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Corcoran, Thomas Gardiner (29 December 1900–06 December 1981), government official and presidential adviser, was born in Pawtucket, Rhode Island, into an affluent, teetotaling, self-consciously “lace-curtain” Irish family. His father, Patrick, was a Democrat who served briefly in the Rhode Island legislature; his mother, Mary O’Keefe, was from a prosperous Republican family that looked with some contempt on the “cheap” political activities of the “damned Shanty Irish.” In his youth, at least, Corcoran shared something of his mother’s distaste for “politicians,” if not for politics, and ultimately he brought to his own public career a conviction that, while elected officials were necessary, the best sources of public wisdom were intelligent, highly educated administrators like (he chose to believe) himself....

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Harry L. Hopkins. Courtesy of the Library of Congress (LC-USZ62-102021).

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Hopkins, Harry Lloyd (17 August 1890–29 January 1946), New Deal administrator and presidential adviser, was born in Sioux City, Iowa, the son of David Aldona Hopkins, a salesman and merchant, and Anna Picket. Hopkins grew up in modest circumstances. The family moved frequently during his youth and in 1901 settled in Grinnell, Iowa. He attended Grinnell College, where he was instilled with social ideals and Progressive political values of honest government, public service by experts, and aid to the “deserving” poor. After graduating in 1912 he entered social work in New York City. The next year he married Ethel Gross, a social worker. They had three sons. A daughter died in infancy....

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Komer, Robert William (23 Feb. 1922–9 Apr. 2000), national security strategist, federal government official, and presidential advisor, was born in Chicago but raised in Clayton, Missouri. He was the first of two children born to Nathan Adolph and Stella Deiches Komer. His father was president of a small manufacturing firm, Lockwoven Company, which specialized in burial garments and funeral supplies. As a child, Komer was precocious. Completing Clayton High School at sixteen, he entered Harvard after two years at Washington University in St. Louis. He was an outstanding student, graduating in ...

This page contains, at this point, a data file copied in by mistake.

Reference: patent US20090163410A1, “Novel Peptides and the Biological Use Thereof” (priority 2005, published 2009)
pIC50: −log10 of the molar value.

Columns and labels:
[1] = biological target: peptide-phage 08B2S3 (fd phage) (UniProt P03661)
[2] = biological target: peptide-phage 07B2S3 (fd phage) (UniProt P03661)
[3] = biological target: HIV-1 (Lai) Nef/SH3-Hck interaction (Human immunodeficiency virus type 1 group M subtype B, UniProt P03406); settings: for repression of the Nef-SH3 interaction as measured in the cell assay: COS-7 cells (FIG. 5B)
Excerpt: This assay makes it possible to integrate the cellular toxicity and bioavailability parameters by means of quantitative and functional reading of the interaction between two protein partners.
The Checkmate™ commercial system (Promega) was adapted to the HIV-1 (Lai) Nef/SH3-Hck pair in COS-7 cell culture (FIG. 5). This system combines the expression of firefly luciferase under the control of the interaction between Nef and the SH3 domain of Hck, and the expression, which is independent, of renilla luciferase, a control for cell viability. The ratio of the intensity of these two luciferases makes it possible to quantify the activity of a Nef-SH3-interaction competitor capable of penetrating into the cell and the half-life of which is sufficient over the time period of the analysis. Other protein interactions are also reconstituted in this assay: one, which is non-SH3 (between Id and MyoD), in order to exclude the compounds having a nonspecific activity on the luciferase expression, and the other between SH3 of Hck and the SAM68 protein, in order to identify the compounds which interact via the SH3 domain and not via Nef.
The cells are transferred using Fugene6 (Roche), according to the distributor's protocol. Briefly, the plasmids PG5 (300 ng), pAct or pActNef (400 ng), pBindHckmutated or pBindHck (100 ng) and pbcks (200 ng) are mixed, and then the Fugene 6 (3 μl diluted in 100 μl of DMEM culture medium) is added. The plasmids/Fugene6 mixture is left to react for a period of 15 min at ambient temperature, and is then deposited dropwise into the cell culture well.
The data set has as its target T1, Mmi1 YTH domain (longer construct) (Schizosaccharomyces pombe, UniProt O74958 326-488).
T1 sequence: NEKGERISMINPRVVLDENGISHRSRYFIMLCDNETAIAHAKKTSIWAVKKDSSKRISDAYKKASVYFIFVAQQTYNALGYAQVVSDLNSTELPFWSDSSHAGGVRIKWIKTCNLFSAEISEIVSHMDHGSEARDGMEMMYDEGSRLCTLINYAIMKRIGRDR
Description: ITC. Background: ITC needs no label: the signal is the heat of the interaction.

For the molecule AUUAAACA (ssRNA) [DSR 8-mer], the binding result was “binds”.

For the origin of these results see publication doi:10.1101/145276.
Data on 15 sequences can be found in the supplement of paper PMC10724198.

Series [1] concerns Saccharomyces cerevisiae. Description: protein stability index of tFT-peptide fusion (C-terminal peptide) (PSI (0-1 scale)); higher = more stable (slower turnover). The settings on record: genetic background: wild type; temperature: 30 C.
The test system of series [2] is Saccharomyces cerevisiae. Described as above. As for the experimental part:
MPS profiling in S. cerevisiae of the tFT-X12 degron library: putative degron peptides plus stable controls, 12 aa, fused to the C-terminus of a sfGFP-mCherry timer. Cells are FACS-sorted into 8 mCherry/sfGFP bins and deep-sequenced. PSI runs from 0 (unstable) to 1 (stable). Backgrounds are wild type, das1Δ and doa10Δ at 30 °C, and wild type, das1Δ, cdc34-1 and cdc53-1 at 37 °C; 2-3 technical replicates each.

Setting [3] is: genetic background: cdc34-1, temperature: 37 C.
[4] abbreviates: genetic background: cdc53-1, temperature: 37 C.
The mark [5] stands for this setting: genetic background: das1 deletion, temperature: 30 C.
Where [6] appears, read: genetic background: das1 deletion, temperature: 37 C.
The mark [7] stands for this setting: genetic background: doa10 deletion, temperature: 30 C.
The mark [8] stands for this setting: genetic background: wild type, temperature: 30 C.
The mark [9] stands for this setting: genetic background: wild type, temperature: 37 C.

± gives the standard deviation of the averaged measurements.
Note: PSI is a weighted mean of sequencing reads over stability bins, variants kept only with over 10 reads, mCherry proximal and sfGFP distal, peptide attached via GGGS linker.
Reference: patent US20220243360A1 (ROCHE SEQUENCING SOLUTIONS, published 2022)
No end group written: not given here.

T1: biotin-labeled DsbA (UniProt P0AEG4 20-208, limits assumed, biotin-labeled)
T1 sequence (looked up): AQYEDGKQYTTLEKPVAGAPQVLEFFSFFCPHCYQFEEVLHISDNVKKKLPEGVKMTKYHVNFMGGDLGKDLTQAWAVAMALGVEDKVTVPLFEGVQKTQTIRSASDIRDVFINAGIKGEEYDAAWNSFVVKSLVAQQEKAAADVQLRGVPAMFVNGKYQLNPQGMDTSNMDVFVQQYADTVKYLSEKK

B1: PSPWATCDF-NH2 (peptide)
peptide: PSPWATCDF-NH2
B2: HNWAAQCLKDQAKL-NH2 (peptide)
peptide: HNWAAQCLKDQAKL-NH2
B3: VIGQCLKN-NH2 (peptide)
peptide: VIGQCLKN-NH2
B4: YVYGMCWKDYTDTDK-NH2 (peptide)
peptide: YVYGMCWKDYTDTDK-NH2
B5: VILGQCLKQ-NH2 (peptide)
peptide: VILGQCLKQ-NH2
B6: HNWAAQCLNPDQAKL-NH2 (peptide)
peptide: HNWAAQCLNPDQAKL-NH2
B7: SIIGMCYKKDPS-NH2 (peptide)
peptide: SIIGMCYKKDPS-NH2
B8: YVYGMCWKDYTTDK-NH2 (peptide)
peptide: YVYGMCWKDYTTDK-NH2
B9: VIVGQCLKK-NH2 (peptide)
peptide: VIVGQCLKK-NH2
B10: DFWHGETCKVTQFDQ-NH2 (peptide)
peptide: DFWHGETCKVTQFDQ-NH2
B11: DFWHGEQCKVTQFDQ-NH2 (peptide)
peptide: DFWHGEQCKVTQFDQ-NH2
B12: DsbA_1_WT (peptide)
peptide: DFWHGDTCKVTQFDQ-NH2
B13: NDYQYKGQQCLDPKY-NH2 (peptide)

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Walker, Frank Comerford (30 May 1886–13 September 1959), politician, postmaster general, and businessman, was born in Plymouth, Pennsylvania, the son of David Walker, an independent copper mine operator, and Ellen Comerford. When Walker was three years old the family moved to Butte, Montana, then a center of mining activities and Irish-American life in the West. Young Frank was affected deeply by his mother’s religious faith, and he remained a devout Catholic all of his life. He was educated in local parochial schools, attended Gonzaga University, and earned his law degree from the University of Notre Dame in 1909....

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Warburg, James Paul (18 August 1896–03 June 1969), financier, government official and presidential confidant, and political writer, was born in Hamburg, Germany, the son of Paul Moritz Warburg, a banker, and Nina Jenny Loeb. James Warburg was settled with his family in the United States in 1901 and naturalized in 1911 along with his eminent father, a brilliant financier. If Paul Warburg embodied the classic reserve and discipline of the fin de siècle German-Jewish elite, the rebellious and impetuous James seemed equally and defiantly proud of the free-wheeling American style that would be his trademark. A brilliant student, James attended private elementary schools in New York City, the Middlesex School in Concord, Massachusetts, and Harvard, where he finished his B.A. in three years, graduating Phi Beta Kappa in 1916....